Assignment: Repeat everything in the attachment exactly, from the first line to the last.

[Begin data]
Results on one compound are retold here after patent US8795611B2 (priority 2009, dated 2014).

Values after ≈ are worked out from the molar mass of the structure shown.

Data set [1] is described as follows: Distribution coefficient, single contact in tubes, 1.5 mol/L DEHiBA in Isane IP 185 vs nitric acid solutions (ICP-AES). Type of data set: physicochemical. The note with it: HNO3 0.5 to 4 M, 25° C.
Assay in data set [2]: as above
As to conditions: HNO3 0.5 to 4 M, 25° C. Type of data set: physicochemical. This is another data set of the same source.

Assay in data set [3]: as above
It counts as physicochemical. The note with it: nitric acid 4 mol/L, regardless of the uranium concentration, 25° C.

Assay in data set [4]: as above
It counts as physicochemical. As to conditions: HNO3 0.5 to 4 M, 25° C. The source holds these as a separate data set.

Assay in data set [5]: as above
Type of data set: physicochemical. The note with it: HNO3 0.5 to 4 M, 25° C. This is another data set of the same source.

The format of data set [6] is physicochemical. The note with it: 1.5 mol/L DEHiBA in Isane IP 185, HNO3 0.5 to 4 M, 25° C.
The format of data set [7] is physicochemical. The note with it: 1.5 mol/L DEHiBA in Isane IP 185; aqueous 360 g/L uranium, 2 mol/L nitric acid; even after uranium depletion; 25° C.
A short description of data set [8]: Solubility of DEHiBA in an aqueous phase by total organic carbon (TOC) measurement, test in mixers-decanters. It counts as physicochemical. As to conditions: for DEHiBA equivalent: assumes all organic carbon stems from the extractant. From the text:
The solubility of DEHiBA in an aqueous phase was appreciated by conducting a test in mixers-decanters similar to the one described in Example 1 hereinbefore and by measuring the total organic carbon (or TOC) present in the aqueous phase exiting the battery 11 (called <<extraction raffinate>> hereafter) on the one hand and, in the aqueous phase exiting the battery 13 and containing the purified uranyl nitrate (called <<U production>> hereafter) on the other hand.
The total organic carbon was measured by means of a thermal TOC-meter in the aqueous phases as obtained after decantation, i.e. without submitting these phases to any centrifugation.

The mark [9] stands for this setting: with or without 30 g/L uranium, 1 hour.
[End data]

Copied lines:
Results on one compound are retold here after patent US8795611B2 (priority 2009, dated 2014).

Values after ≈ are worked out from the molar mass of the structure shown.

Data set [1] is described as follows: Distribution coefficient, single contact in tubes, 1.5 mol/L DEHiBA in Isane IP 185 vs nitric acid solutions (ICP-AES). Type of data set: physicochemical. The note with it: HNO3 0.5 to 4 M, 25° C.
Assay in data set [2]: as above
As to conditions: HNO3 0.5 to 4 M, 25° C. Type of data set: physicochemical. This is another data set of the same source.

Assay in data set [3]: as above
It counts as physicochemical. The note with it: nitric acid 4 mol/L, regardless of the uranium concentration, 25° C.

Assay in data set [4]: as above
It counts as physicochemical. As to conditions: HNO3 0.5 to 4 M, 25° C. The source holds these as a separate data set.

Assay in data set [5]: as above
Type of data set: physicochemical. The note with it: HNO3 0.5 to 4 M, 25° C. This is another data set of the same source.

The format of data set [6] is physicochemical. The note with it: 1.5 mol/L DEHiBA in Isane IP 185, HNO3 0.5 to 4 M, 25° C.
The format of data set [7] is physicochemical. The note with it: 1.5 mol/L DEHiBA in Isane IP 185; aqueous 360 g/L uranium, 2 mol/L nitric acid; even after uranium depletion; 25° C.
A short description of data set [8]: Solubility of DEHiBA in an aqueous phase by total organic carbon (TOC) measurement, test in mixers-decanters. It counts as physicochemical. As to conditions: for DEHiBA equivalent: assumes all organic carbon stems from the extractant. From the text:
The solubility of DEHiBA in an aqueous phase was appreciated by conducting a test in mixers-decanters similar to the one described in Example 1 hereinbefore and by measuring the total organic carbon (or TOC) present in the aqueous phase exiting the battery 11 (called <<extraction raffinate>> hereafter) on the one hand and, in the aqueous phase exiting the battery 13 and containing the purified uranyl nitrate (called <<U production>> hereafter) on the other hand.
The total organic carbon was measured by means of a thermal TOC-meter in the aqueous phases as obtained after decantation, i.e. without submitting these phases to any centrifugation.

The mark [9] stands for this setting: with or without 30 g/L uranium, 1 hour.